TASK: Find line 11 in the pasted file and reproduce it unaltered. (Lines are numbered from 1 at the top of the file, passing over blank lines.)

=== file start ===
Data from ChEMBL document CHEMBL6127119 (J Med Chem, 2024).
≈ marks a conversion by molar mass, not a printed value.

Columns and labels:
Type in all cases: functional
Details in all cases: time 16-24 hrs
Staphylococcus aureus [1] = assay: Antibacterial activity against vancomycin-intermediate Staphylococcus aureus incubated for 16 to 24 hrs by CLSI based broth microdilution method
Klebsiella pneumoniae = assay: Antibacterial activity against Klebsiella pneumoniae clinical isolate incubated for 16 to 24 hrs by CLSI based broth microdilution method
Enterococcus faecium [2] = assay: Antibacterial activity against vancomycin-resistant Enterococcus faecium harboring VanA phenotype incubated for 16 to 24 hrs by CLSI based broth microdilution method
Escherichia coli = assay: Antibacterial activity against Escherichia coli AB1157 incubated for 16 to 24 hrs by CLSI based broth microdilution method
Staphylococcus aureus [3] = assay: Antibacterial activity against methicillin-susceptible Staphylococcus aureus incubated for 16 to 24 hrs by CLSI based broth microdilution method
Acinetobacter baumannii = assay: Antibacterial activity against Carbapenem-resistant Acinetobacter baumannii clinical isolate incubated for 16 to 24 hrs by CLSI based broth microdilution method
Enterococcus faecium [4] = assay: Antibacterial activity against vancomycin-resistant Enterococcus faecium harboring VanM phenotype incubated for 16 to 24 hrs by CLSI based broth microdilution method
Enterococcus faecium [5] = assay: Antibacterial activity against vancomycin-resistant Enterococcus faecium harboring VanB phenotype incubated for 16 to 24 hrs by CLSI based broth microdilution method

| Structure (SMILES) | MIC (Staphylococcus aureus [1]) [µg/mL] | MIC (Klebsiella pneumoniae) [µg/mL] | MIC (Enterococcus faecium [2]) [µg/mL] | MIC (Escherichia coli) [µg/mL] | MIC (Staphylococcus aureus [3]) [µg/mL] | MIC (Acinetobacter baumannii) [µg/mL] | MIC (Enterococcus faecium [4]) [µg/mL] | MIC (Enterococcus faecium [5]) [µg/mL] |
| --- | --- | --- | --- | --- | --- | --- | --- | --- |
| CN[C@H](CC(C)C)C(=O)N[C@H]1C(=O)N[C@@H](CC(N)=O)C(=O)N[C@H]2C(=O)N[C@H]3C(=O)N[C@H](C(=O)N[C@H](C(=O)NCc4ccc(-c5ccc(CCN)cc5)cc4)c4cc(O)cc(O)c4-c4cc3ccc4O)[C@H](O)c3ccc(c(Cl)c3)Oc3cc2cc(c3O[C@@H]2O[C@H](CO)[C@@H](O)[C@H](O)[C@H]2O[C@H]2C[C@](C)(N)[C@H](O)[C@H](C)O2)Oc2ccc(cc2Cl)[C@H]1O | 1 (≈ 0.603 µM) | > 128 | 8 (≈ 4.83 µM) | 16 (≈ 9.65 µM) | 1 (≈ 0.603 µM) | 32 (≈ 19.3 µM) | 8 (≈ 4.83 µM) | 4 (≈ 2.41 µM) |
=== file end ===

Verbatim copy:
Acinetobacter baumannii = assay: Antibacterial activity against Carbapenem-resistant Acinetobacter baumannii clinical isolate incubated for 16 to 24 hrs by CLSI based broth microdilution method